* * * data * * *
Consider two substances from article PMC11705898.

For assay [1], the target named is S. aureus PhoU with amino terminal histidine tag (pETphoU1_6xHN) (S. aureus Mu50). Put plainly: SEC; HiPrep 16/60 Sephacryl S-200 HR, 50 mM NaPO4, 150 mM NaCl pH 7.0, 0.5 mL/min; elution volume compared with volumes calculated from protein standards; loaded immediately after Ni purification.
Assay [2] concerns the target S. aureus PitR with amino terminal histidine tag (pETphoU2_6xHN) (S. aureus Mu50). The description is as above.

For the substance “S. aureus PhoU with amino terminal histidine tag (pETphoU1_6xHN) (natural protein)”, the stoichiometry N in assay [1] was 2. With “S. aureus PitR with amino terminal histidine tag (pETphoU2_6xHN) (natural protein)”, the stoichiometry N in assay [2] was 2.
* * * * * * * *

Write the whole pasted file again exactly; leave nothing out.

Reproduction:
Consider two substances from article PMC11705898.

For assay [1], the target named is S. aureus PhoU with amino terminal histidine tag (pETphoU1_6xHN) (S. aureus Mu50). Put plainly: SEC; HiPrep 16/60 Sephacryl S-200 HR, 50 mM NaPO4, 150 mM NaCl pH 7.0, 0.5 mL/min; elution volume compared with volumes calculated from protein standards; loaded immediately after Ni purification.
Assay [2] concerns the target S. aureus PitR with amino terminal histidine tag (pETphoU2_6xHN) (S. aureus Mu50). The description is as above.

For the substance “S. aureus PhoU with amino terminal histidine tag (pETphoU1_6xHN) (natural protein)”, the stoichiometry N in assay [1] was 2. With “S. aureus PitR with amino terminal histidine tag (pETphoU2_6xHN) (natural protein)”, the stoichiometry N in assay [2] was 2.